Pain. Suffering. Misery. If you’ve ever made the choice to take on an athletic endeavor, you know that there are times when you push your body to the point where it is uncomfortable. You might call it “going into the pain cave” or “embracing the suck”, but whatever the name— your ability to tolerate the pain and discomfort of exertion is a factor in your ability to push yourself both physically and mentally to your potential.
In fact, some people really look forward to experiencing this type of suffering. For them, this type of pain is experienced as part of the reward; the effort it takes is part of the victory. Their take on it is: Embrace it. Own it. Dive into it. Deal with it. If it were always easy, the effort wouldn’t be worth it, and you probably wouldn’t even bother trying. Overcoming the challenge is part of the draw, and part of the challenge is dealing with pain.
You’re out on a run, ride, or doing a workout outside and it’s hot out and you’re dripping buckets of sweat.
You’re in the middle of training or competing and your legs are burning from the effort and screaming for you to stop.
You’re doing intervals or high intensity training and you’re feeling the pain of the effort and just want to stop.
You are getting close to the finish line and you can feel your body starting to slow down.
Pain is both a sensory and emotional experience and some of us deal with it better than others. When things get tough – are you able to grind it out? Do you get to the end of a race, competition, or training interval and know you dove deep into the pain cave? Or do you get to the end of your race or workout and immediately feel like you could’ve pushed it more?
First things first— it’s not always mental. When you’re talking about pain, you want to rule out any physical reasons for it. That being said, the experience of pain is a complex combination of both physiological and psychological factors. Here are four mental training tips to help with the psychological factors of pushing through a tough effort:
Expect the pain
Your brain is like a magnet for your expectations. It will pick up on things in your environment that fit the story line you have already created. It will also cling to and fixate on anything that doesn’t fit into the story line as well. An example would be thinking, “it wasn’t supposed to be this hot/windy/hard/hilly, etc.”. When your expectations don’t match up with reality, and you mentally fight against what is happening, it will influence your perception of pain. Expect it to hurt and you won’t be surprised when it does.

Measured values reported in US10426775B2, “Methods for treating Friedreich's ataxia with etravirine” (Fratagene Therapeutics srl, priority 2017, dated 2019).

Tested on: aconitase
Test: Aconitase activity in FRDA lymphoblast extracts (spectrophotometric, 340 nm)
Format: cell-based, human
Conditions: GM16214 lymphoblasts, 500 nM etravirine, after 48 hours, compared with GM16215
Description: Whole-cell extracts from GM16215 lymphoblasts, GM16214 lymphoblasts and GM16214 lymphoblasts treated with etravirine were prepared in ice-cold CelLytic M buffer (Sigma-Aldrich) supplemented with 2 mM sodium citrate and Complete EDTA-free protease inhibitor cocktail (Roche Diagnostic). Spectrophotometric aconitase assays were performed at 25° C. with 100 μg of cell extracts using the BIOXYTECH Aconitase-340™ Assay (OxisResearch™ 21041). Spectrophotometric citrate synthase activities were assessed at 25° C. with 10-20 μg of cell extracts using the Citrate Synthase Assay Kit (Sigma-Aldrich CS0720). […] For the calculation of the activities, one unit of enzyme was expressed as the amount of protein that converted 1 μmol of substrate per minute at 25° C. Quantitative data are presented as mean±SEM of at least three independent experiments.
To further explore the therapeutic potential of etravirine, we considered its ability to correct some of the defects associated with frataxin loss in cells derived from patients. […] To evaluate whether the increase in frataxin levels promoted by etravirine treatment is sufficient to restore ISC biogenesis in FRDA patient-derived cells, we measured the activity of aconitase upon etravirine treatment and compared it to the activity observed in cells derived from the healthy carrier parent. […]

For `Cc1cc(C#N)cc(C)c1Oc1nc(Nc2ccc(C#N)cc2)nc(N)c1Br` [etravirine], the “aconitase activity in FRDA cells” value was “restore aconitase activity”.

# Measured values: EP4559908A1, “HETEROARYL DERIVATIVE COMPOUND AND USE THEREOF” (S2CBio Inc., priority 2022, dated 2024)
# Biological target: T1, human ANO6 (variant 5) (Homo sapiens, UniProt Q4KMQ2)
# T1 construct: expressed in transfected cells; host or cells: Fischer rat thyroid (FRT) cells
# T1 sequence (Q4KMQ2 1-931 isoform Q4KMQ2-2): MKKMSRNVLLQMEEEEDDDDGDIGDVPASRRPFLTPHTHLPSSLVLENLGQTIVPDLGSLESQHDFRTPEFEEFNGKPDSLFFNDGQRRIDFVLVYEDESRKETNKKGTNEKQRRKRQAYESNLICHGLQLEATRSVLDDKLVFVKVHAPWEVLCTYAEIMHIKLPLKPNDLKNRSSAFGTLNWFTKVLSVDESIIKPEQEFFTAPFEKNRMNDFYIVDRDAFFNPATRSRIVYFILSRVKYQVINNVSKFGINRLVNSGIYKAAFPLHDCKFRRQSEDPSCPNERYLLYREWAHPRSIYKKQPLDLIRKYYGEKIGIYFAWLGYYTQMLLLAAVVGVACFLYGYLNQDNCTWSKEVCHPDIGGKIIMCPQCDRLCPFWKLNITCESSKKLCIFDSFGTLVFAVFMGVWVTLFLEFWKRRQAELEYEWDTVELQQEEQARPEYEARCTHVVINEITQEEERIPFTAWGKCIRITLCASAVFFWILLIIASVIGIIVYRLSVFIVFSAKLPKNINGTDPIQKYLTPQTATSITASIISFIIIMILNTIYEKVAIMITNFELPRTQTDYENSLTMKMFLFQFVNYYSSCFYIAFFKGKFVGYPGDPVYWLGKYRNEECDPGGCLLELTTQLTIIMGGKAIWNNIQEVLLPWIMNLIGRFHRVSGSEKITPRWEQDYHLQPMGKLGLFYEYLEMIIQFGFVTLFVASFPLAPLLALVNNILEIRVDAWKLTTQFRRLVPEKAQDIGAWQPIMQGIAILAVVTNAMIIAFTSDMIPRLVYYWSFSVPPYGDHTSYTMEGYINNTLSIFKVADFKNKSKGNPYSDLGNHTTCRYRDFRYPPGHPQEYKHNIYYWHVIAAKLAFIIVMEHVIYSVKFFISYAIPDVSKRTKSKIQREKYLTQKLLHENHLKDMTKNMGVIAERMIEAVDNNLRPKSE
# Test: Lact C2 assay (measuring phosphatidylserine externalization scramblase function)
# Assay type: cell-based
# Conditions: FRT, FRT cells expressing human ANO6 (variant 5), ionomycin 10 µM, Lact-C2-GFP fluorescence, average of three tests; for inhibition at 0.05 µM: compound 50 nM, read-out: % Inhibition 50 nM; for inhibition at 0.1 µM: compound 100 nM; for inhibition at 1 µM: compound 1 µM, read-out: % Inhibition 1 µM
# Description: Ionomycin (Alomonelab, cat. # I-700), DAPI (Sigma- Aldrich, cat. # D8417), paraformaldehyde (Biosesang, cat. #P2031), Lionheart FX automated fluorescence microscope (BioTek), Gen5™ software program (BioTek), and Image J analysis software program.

Use your imagination
Assuming you are hydrated, fueled, and adequately conditioned and trained, here is one of my favorite techniques for when it’s hot out or when my legs are burning from the effort. In a moment of intense discomfort, take a breath and imagine you are pouring icy water down your legs. You can also imagine that you are submerging your hands into ice-cold water and/or pouring cold water down your spine. You’ll be amazed at the immediate effect this has. Keep doing it for as long as you need it.
Extend the finish line
Your brain and body will change the perception of effort you are putting out if you tell your brain you’re actually planning to be out there longer. Say you’ve got one mile left in your run or one set left in your workout— if you’re starting to fatigue you might start becoming hyper-focused on how your body feels and then your brain starts feeding into that even more. If you extend the “finish line” and pretend that you have two more miles or two more sets— your perception of the effort you are putting out will shift.
Talk yourself through it
Tools can both build things and destroy things depending on how you use them, and your brain is a very powerful tool. As an athlete, you have to help your brain distinguish between pain that’s dangerous and pain that just comes with pushing your body to the limit. Oftentimes, it’s the emotional experience of the pain that convinces you to give up. When you are hurting from the effort try talking yourself through it. “You’ve got this. Keep going. I know you can do it. One step at a time. Go go go go go go go.”
Your mental training is not going to make up for the fact that you were in pain because you haven’t trained enough, or you’re dehydrated or not properly fueled, but you can learn mental training tools to help you tolerate the physical exertion a bit more and ensure you actually gave it everything you had to give that day.
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